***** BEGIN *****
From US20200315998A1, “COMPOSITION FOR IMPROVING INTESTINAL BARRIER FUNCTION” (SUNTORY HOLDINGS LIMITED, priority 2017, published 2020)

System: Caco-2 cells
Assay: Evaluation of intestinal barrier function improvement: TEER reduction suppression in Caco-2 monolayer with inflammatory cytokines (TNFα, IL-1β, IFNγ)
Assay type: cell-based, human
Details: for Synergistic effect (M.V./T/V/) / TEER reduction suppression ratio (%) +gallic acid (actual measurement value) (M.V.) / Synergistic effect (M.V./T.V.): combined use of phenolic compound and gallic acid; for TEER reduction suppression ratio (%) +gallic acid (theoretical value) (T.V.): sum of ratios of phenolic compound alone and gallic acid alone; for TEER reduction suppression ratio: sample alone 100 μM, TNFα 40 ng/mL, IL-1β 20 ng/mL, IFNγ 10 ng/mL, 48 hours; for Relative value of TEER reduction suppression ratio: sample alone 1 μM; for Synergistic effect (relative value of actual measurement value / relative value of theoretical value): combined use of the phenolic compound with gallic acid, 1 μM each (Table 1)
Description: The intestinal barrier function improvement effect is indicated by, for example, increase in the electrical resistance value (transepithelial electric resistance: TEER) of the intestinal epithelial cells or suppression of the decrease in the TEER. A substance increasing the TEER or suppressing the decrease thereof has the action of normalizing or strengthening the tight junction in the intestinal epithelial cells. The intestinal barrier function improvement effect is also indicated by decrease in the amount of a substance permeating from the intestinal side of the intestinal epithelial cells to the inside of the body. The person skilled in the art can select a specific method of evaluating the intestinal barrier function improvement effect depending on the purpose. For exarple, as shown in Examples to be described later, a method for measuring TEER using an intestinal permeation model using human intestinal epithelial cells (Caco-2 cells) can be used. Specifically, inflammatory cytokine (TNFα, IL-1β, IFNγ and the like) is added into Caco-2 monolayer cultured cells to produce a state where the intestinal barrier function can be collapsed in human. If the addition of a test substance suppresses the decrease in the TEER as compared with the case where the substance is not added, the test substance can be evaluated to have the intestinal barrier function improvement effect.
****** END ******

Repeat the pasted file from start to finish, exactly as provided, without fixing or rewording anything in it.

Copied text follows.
From US20200315998A1, “COMPOSITION FOR IMPROVING INTESTINAL BARRIER FUNCTION” (SUNTORY HOLDINGS LIMITED, priority 2017, published 2020)

System: Caco-2 cells
Assay: Evaluation of intestinal barrier function improvement: TEER reduction suppression in Caco-2 monolayer with inflammatory cytokines (TNFα, IL-1β, IFNγ)
Assay type: cell-based, human
Details: for Synergistic effect (M.V./T/V/) / TEER reduction suppression ratio (%) +gallic acid (actual measurement value) (M.V.) / Synergistic effect (M.V./T.V.): combined use of phenolic compound and gallic acid; for TEER reduction suppression ratio (%) +gallic acid (theoretical value) (T.V.): sum of ratios of phenolic compound alone and gallic acid alone; for TEER reduction suppression ratio: sample alone 100 μM, TNFα 40 ng/mL, IL-1β 20 ng/mL, IFNγ 10 ng/mL, 48 hours; for Relative value of TEER reduction suppression ratio: sample alone 1 μM; for Synergistic effect (relative value of actual measurement value / relative value of theoretical value): combined use of the phenolic compound with gallic acid, 1 μM each (Table 1)
Description: The intestinal barrier function improvement effect is indicated by, for example, increase in the electrical resistance value (transepithelial electric resistance: TEER) of the intestinal epithelial cells or suppression of the decrease in the TEER. A substance increasing the TEER or suppressing the decrease thereof has the action of normalizing or strengthening the tight junction in the intestinal epithelial cells. The intestinal barrier function improvement effect is also indicated by decrease in the amount of a substance permeating from the intestinal side of the intestinal epithelial cells to the inside of the body. The person skilled in the art can select a specific method of evaluating the intestinal barrier function improvement effect depending on the purpose. For exarple, as shown in Examples to be described later, a method for measuring TEER using an intestinal permeation model using human intestinal epithelial cells (Caco-2 cells) can be used. Specifically, inflammatory cytokine (TNFα, IL-1β, IFNγ and the like) is added into Caco-2 monolayer cultured cells to produce a state where the intestinal barrier function can be collapsed in human. If the addition of a test substance suppresses the decrease in the TEER as compared with the case where the substance is not added, the test substance can be evaluated to have the intestinal barrier function improvement effect.